By Audra Hedberg, HR Compliance Consultant, Trüpp.
Washington state leads the way for employment law
Washington state has taken dramatic steps to increase the minimum salary for overtime-exempt employees. Effective July 1, 2020, Washington’s overtime exemption regulations were amended to raise the minimum salary levels and simplify the duties test for most overtime-exempt employees.
As we have seen, Washington state led the way with the nation’s most progressive paid family leave program, which went into effect January 1, 2019. Now the state is leading the way for exempt salary levels. Several states, including California, New York, Pennsylvania, Colorado, Michigan, and Massachusetts, have had salary levels higher than the federal FLSA requirements, but none have adopted a threshold as high as Washington’s.
Overtime-exempt salary workers will see incremental increases through 2028
Initially, employers will need to comply with the federal FLSA overtime rules which went into effect on January 1, 2020. The federal requirement for 2020 is higher than that set by the state of Washington, which takes effect on July 1, 2020; see chart below. The first major impact of the law will start on January 1, 2021, when the required minimum salary will exceed the new amount under the federal rules. Employers with 50 or fewer employees will see the minimum salary level rise to $827 per week (or $43,004 per year), while all other employers will see an increase to $965 per week (or $50,180 per year).
This is not a one-time increase. The state announced annual incremental increases and will phase them in by 2028. By that time, salaried employees will be making at least $83,400 per year.
How to comply with Washington’s new overtime rules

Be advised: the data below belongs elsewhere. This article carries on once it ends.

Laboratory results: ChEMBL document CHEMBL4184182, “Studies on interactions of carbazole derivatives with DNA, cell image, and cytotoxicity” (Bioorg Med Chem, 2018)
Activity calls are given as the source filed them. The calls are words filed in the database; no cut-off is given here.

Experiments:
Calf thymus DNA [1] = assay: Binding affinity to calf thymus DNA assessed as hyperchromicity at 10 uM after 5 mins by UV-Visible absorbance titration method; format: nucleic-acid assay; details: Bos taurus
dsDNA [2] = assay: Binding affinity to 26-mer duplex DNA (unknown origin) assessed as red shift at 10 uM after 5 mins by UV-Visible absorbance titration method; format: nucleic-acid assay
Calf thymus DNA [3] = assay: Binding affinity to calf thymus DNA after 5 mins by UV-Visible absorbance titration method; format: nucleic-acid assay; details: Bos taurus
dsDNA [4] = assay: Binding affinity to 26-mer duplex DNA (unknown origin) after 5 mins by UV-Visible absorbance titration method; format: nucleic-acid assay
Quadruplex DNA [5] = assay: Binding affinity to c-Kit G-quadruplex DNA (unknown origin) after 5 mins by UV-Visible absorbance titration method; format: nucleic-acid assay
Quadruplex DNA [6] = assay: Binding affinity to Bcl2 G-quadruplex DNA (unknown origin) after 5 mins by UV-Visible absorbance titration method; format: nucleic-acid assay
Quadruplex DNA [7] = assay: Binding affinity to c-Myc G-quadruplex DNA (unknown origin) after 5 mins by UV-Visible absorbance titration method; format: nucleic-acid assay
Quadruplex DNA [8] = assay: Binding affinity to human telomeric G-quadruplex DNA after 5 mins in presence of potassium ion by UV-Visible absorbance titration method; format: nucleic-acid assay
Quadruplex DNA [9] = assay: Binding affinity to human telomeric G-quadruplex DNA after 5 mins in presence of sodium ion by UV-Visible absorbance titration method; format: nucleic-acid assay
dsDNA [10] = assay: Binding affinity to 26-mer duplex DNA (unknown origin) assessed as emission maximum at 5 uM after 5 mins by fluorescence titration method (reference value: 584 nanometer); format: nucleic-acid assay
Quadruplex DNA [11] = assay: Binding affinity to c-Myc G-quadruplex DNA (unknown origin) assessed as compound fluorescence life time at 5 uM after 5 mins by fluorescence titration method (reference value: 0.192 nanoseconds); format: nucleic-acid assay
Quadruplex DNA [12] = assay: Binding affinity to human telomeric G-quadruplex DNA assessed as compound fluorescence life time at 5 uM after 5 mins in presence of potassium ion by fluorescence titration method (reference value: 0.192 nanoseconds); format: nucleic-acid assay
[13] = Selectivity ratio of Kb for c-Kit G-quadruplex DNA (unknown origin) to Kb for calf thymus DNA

- Plan for annual incremental increases. Organizations will need to plan and budget for the required salary increases.
- Ensure the duties test is satisfied. Not only should employers confirm that employees are paid appropriately, they need to make sure employees have satisfied the duties test.
- Update job descriptions to reflect actual duties. Because job responsibilities are constantly changing, compliance is based solely on job duties. Titles are irrelevant. Now is the time to ensure job descriptions match employee responsibilities and that they are informed by the duties test.
- Seek professional assistance. Employment classifications must satisfy the duties test, requiring complex analysis. An outside audit is recommended to ensure compliance.
- Avoid costly penalties. Organizations that do not adhere to the law are liable for serious financial penalties, including unpaid overtime claims under Washington law.
- Conduct a full classification audit. Now is the time to conduct and audit to ensure your current workforce is in line with the new requirements to avoid legal liability.
|Effective Date||July 1, 2020||Jan 1, 2021||Jan 1, 2022||Jan 1, 2023||Jan 1, 2024||Jan 1, 2025||Jan 1, 2026||Jan 1, 2027||Jan 1, 2028|
|Employers with 1-50 employees||Weekly||$675*||$827||$986||$1,008||$1,177||$1,202||$1,382||$1,412||$1,603|
|Employers with 51+ employees||Weekly||$675*||$965||$986||$1,152||$1,177||$1,353||$1,382||$1,569||$1,603|
*The federal FLSA overtime rules for 2020 require non-exempt employees to be paid $684 per week ($35,568 annually), which is higher than the WA requirement. Employers must comply with the higher rate in 2o2o.